Truth be told, I don't own Pele's Soccer. Instead, I have the Sears Tele-Games version of the title, which is just called Soccer. It's the same game, but I do wish I had that nifty cartridge with Pele's smiling face on the label. By the way, it's my understanding that this game represents the first time a celebrity - Brazil's own Pele, naturally - actually endorsed a video game.
The goal (no pun intended) in Pele's Soccer is to simply score more goals than your opponent. The player(s) are treated to an overhead view of the action and the large, green field scrolls vertically (a novelty in 1981, I understand). The scrolling field is a wonderful touch as it truly adds some depth to the game - you've got a long way to go to get near the opponent's goal, and a lot of territory to defend if your rival goes on the offensive. The scrolling is very smooth and visually pleasing.
The player is in control of a forward and two backs which stay in a triangular formation which is so rigid and consistent that geese flying south for the winter would be envious. While the rigid formation does impose some limitations on the player, some subtle strategy can be utilized, too - that's a pretty large formation and it can be difficult for opponents to get around it. Also, with a little practice, one can pass the ball within the formation pretty effectively and use that ability to set up shots or move the ball down the field. The team controlling the ball is slower than the squad on defense, so some strategy is necessary to take advantage of that fact, too.
As for goalies, the computer controls them and does a good job. Getting a shot around a goalie is harder than one might imagine, by the way.
Now, graphically, this thing looks downright horrible. While the large, green field is nice to look at and scrolls wonderfully, the players are represented as ill-defined blobs fighting for a square soccer ball. At least the colors are basic and the screen doesn't get cluttered with a bunch of garbage, so I guess you could say the graphics are either clean or spartan. Fortunately, screen flicker is not an issue in this title. One nice touch is a fireworks display which is shown whenever a team scores a goal. Considering how hard one has to work to score a blasted goal on some of the harder games, it's nice there's a bit of fanfare involved when a point is scored.
And, yes, you do have to work at this game to get a score. It's rather like honest-to-goodness soccer in that respect - a lot of work which results in, mostly, blocked goals. When you put in Pele's Soccer, just get ready for a sore wrist as you'll stay quite busy guiding your players all over the field with your joystick. The control is pretty precise and allows the player to zip down the field and take shots with an impressive amount of precision.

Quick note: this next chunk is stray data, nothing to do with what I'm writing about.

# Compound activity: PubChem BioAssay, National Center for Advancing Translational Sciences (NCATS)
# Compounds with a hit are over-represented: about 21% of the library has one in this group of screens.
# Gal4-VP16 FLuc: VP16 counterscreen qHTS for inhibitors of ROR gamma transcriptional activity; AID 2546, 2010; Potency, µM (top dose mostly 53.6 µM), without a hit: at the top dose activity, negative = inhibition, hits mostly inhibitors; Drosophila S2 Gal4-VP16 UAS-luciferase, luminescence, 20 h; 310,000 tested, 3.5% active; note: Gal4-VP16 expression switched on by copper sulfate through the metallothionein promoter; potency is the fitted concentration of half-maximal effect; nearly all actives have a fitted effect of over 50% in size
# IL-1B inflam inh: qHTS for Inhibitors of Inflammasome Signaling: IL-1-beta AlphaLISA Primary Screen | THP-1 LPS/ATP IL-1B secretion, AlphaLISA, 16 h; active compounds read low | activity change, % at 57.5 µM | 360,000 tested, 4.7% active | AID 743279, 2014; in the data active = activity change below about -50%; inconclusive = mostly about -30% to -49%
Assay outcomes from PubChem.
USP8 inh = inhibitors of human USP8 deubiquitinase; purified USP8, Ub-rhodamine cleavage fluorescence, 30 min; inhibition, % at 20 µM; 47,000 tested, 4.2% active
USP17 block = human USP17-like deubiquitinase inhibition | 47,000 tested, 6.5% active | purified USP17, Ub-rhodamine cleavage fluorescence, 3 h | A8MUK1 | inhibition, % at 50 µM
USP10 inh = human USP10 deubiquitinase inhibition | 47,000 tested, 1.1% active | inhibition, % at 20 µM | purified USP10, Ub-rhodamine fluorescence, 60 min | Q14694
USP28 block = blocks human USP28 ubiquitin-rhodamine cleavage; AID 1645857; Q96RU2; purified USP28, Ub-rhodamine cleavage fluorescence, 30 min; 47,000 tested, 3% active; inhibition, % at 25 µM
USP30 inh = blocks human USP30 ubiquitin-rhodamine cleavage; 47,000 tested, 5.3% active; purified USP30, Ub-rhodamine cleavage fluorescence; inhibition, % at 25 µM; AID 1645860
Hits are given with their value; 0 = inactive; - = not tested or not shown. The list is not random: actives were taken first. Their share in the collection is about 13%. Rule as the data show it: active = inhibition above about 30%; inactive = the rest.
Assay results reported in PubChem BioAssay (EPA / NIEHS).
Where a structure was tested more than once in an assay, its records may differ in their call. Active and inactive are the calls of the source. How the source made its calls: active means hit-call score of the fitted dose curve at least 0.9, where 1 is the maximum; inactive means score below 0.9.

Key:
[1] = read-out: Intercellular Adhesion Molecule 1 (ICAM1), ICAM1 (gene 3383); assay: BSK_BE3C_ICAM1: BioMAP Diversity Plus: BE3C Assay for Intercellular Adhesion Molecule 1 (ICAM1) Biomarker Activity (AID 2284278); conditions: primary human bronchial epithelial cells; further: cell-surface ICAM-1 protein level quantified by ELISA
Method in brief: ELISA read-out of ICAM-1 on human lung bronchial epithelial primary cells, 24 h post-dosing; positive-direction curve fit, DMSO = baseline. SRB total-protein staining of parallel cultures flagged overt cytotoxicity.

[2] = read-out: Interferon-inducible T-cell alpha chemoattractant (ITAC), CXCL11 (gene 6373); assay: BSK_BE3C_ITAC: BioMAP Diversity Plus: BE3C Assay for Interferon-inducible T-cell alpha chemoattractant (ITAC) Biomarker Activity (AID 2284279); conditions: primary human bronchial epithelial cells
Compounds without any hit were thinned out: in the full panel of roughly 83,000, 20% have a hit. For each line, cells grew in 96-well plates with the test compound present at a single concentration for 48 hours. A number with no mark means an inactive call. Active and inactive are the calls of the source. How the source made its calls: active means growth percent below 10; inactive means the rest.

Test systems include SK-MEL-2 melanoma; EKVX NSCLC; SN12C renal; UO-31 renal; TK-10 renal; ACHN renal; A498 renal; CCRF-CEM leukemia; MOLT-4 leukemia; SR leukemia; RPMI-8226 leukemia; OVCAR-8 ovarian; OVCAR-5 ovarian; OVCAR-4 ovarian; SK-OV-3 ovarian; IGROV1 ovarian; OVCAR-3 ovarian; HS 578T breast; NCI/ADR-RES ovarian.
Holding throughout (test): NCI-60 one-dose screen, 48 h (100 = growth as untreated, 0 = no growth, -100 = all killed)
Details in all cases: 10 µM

There are 54 game variations here and Pele's Soccer is a rare game in that the variations are actually appreciated. There are 27 one-player games and the same number of variations for two players. In the one-player games, the player can select goal size, the speed of the game (from slow to fast teams) and the skill of the computer. Team speed also impacts the amount of time in each half - halves are three-minutes long in slow games, four-minutes long in medium games and five-minutes in fast games. In two-player games the player can select the size of the goal, team speed and whether or not penalties are allowed. Penalties are enforced when the ball goes out-of-bounds (there's a kick in, at that point). There are no penalties in the one-player games as the ball simply rebounds off the sidelines and goal lines.
The sound in this game, like the graphics, are spartan. You get a whistle when a half closes or the ball is put in play. There's also a rather "clunky" song which represents the players running up and down the field. The aforementioned fireworks display is accompanied by some convincing white noise which represents a cheering crowd.
All in all, this is a very basic game, but one which is still enjoyable. The computer provides enough of a challenge to make the game intriguing for one player, but it's hard to beat the two-player variations as this game will bring out the competitor in anyone liking both soccer and the 2600. Heck, I rather hate soccer and I still enjoy this game!